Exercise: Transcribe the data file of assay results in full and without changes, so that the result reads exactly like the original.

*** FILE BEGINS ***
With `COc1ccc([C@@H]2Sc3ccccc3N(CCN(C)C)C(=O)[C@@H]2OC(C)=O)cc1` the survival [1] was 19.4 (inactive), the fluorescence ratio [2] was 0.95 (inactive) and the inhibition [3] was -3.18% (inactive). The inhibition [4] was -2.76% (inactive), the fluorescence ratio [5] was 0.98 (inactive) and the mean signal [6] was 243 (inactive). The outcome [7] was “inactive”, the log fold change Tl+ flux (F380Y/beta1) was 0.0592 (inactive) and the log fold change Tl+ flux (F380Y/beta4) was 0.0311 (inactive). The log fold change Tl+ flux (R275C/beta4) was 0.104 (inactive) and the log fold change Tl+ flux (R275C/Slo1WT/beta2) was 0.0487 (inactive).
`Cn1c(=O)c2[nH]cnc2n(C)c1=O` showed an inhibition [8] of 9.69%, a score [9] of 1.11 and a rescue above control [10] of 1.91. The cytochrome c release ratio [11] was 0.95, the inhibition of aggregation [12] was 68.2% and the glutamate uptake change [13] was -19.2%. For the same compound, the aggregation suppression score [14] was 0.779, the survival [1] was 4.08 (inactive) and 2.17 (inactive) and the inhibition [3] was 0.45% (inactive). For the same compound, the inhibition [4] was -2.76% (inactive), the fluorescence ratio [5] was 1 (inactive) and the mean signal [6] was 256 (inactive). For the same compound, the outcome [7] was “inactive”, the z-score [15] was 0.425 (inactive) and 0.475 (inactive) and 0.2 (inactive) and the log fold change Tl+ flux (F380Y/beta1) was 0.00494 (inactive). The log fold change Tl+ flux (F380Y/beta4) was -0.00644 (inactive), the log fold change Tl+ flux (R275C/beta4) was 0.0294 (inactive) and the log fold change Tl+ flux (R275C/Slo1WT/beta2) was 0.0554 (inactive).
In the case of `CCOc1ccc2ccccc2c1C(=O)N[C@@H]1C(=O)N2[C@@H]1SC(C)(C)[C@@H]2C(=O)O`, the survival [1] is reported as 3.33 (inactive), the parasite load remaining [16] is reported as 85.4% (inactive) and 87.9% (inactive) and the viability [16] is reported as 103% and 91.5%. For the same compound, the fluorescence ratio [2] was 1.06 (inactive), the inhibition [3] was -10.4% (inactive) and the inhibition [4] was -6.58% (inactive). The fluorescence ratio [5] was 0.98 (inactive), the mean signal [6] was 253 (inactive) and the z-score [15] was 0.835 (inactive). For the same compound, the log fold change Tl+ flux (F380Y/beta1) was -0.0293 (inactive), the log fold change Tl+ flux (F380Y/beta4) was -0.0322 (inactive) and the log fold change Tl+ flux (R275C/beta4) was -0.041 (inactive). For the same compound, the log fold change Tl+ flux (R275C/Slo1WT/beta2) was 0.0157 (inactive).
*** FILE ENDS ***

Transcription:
With `COc1ccc([C@@H]2Sc3ccccc3N(CCN(C)C)C(=O)[C@@H]2OC(C)=O)cc1` the survival [1] was 19.4 (inactive), the fluorescence ratio [2] was 0.95 (inactive) and the inhibition [3] was -3.18% (inactive). The inhibition [4] was -2.76% (inactive), the fluorescence ratio [5] was 0.98 (inactive) and the mean signal [6] was 243 (inactive). The outcome [7] was “inactive”, the log fold change Tl+ flux (F380Y/beta1) was 0.0592 (inactive) and the log fold change Tl+ flux (F380Y/beta4) was 0.0311 (inactive). The log fold change Tl+ flux (R275C/beta4) was 0.104 (inactive) and the log fold change Tl+ flux (R275C/Slo1WT/beta2) was 0.0487 (inactive).
`Cn1c(=O)c2[nH]cnc2n(C)c1=O` showed an inhibition [8] of 9.69%, a score [9] of 1.11 and a rescue above control [10] of 1.91. The cytochrome c release ratio [11] was 0.95, the inhibition of aggregation [12] was 68.2% and the glutamate uptake change [13] was -19.2%. For the same compound, the aggregation suppression score [14] was 0.779, the survival [1] was 4.08 (inactive) and 2.17 (inactive) and the inhibition [3] was 0.45% (inactive). For the same compound, the inhibition [4] was -2.76% (inactive), the fluorescence ratio [5] was 1 (inactive) and the mean signal [6] was 256 (inactive). For the same compound, the outcome [7] was “inactive”, the z-score [15] was 0.425 (inactive) and 0.475 (inactive) and 0.2 (inactive) and the log fold change Tl+ flux (F380Y/beta1) was 0.00494 (inactive). The log fold change Tl+ flux (F380Y/beta4) was -0.00644 (inactive), the log fold change Tl+ flux (R275C/beta4) was 0.0294 (inactive) and the log fold change Tl+ flux (R275C/Slo1WT/beta2) was 0.0554 (inactive).
In the case of `CCOc1ccc2ccccc2c1C(=O)N[C@@H]1C(=O)N2[C@@H]1SC(C)(C)[C@@H]2C(=O)O`, the survival [1] is reported as 3.33 (inactive), the parasite load remaining [16] is reported as 85.4% (inactive) and 87.9% (inactive) and the viability [16] is reported as 103% and 91.5%. For the same compound, the fluorescence ratio [2] was 1.06 (inactive), the inhibition [3] was -10.4% (inactive) and the inhibition [4] was -6.58% (inactive). The fluorescence ratio [5] was 0.98 (inactive), the mean signal [6] was 253 (inactive) and the z-score [15] was 0.835 (inactive). For the same compound, the log fold change Tl+ flux (F380Y/beta1) was -0.0293 (inactive), the log fold change Tl+ flux (F380Y/beta4) was -0.0322 (inactive) and the log fold change Tl+ flux (R275C/beta4) was -0.041 (inactive). For the same compound, the log fold change Tl+ flux (R275C/Slo1WT/beta2) was 0.0157 (inactive).